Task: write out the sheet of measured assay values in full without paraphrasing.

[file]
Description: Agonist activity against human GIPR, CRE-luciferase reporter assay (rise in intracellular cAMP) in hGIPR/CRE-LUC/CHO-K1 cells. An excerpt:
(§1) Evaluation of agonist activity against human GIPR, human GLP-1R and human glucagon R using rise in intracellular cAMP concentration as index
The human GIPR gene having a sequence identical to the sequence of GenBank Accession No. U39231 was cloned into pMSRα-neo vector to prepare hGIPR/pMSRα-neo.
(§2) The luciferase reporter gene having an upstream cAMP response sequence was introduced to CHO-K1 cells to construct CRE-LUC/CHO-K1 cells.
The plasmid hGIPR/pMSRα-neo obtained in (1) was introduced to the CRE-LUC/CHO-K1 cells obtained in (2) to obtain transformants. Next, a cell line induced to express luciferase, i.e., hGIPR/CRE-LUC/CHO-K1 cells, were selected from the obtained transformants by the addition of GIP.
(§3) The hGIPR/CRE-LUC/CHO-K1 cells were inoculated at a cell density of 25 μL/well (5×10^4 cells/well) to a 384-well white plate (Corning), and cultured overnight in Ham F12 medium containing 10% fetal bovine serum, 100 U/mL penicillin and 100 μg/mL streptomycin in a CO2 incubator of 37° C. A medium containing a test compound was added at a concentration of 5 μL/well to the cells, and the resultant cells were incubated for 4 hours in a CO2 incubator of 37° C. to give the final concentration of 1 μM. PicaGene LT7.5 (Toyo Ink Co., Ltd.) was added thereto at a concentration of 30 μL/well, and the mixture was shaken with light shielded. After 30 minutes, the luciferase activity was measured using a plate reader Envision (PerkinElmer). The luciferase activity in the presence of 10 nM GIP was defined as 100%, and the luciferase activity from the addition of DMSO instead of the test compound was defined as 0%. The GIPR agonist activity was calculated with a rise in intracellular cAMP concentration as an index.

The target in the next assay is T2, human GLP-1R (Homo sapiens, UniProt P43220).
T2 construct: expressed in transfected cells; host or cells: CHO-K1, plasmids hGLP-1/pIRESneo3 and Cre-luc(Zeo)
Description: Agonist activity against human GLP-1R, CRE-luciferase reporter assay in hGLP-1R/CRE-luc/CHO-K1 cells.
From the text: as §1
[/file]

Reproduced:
Description: Agonist activity against human GIPR, CRE-luciferase reporter assay (rise in intracellular cAMP) in hGIPR/CRE-LUC/CHO-K1 cells. An excerpt:
(§1) Evaluation of agonist activity against human GIPR, human GLP-1R and human glucagon R using rise in intracellular cAMP concentration as index
The human GIPR gene having a sequence identical to the sequence of GenBank Accession No. U39231 was cloned into pMSRα-neo vector to prepare hGIPR/pMSRα-neo.
(§2) The luciferase reporter gene having an upstream cAMP response sequence was introduced to CHO-K1 cells to construct CRE-LUC/CHO-K1 cells.
The plasmid hGIPR/pMSRα-neo obtained in (1) was introduced to the CRE-LUC/CHO-K1 cells obtained in (2) to obtain transformants. Next, a cell line induced to express luciferase, i.e., hGIPR/CRE-LUC/CHO-K1 cells, were selected from the obtained transformants by the addition of GIP.
(§3) The hGIPR/CRE-LUC/CHO-K1 cells were inoculated at a cell density of 25 μL/well (5×10^4 cells/well) to a 384-well white plate (Corning), and cultured overnight in Ham F12 medium containing 10% fetal bovine serum, 100 U/mL penicillin and 100 μg/mL streptomycin in a CO2 incubator of 37° C. A medium containing a test compound was added at a concentration of 5 μL/well to the cells, and the resultant cells were incubated for 4 hours in a CO2 incubator of 37° C. to give the final concentration of 1 μM. PicaGene LT7.5 (Toyo Ink Co., Ltd.) was added thereto at a concentration of 30 μL/well, and the mixture was shaken with light shielded. After 30 minutes, the luciferase activity was measured using a plate reader Envision (PerkinElmer). The luciferase activity in the presence of 10 nM GIP was defined as 100%, and the luciferase activity from the addition of DMSO instead of the test compound was defined as 0%. The GIPR agonist activity was calculated with a rise in intracellular cAMP concentration as an index.

The target in the next assay is T2, human GLP-1R (Homo sapiens, UniProt P43220).
T2 construct: expressed in transfected cells; host or cells: CHO-K1, plasmids hGLP-1/pIRESneo3 and Cre-luc(Zeo)
Description: Agonist activity against human GLP-1R, CRE-luciferase reporter assay in hGLP-1R/CRE-luc/CHO-K1 cells.
From the text: as §1